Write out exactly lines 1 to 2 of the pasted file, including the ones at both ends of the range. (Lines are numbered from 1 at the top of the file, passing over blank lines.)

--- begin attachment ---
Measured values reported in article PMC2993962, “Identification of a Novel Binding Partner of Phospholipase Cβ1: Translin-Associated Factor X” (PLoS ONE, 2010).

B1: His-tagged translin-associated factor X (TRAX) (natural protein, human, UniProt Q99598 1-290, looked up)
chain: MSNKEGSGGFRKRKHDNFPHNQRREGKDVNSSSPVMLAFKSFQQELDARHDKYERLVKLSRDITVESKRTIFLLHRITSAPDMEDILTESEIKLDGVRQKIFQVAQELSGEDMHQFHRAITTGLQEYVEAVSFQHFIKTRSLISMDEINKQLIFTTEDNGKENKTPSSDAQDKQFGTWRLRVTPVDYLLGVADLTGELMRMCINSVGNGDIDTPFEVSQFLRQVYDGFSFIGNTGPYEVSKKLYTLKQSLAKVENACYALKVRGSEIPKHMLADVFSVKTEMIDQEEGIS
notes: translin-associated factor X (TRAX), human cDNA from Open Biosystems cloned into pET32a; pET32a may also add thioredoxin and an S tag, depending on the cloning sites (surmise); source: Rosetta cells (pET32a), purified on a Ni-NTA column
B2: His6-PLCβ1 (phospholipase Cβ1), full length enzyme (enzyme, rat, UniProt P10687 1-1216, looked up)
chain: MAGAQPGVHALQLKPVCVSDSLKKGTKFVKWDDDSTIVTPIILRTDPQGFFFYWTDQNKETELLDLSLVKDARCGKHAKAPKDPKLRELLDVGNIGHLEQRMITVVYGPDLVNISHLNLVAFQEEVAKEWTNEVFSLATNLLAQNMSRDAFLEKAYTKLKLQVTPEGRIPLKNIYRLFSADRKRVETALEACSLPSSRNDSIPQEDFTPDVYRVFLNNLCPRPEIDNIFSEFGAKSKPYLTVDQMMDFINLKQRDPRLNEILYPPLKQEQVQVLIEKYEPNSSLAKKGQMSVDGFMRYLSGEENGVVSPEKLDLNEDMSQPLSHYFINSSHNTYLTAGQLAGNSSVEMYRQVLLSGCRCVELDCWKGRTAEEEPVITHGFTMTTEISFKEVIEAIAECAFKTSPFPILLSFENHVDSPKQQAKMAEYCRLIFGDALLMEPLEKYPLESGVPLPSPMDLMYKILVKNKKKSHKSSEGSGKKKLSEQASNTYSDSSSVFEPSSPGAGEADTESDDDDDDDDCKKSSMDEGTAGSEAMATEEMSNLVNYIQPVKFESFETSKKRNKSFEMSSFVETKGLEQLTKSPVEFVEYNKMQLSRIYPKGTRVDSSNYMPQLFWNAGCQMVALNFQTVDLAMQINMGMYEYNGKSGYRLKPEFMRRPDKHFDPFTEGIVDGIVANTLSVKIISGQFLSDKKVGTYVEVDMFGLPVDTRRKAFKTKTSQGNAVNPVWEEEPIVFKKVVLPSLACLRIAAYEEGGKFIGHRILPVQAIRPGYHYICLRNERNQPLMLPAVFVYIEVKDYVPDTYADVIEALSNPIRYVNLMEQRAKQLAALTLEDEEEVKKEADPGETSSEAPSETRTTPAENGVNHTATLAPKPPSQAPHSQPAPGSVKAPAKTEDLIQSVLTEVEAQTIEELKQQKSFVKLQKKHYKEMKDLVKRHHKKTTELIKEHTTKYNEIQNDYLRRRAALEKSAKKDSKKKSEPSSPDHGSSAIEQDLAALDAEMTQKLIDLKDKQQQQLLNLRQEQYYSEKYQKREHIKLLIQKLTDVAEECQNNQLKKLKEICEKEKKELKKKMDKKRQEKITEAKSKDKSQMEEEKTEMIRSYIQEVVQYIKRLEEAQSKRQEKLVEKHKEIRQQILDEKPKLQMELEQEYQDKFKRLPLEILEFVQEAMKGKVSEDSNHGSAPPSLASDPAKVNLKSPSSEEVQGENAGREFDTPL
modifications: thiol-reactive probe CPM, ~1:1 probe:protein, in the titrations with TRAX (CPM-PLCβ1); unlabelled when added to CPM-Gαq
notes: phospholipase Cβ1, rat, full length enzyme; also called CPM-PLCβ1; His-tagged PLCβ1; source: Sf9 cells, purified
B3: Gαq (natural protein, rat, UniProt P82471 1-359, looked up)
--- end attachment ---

Measured values reported in article PMC2993962, “Identification of a Novel Binding Partner of Phospholipase Cβ1: Translin-Associated Factor X” (PLoS ONE, 2010).

B1: His-tagged translin-associated factor X (TRAX) (natural protein, human, UniProt Q99598 1-290, looked up)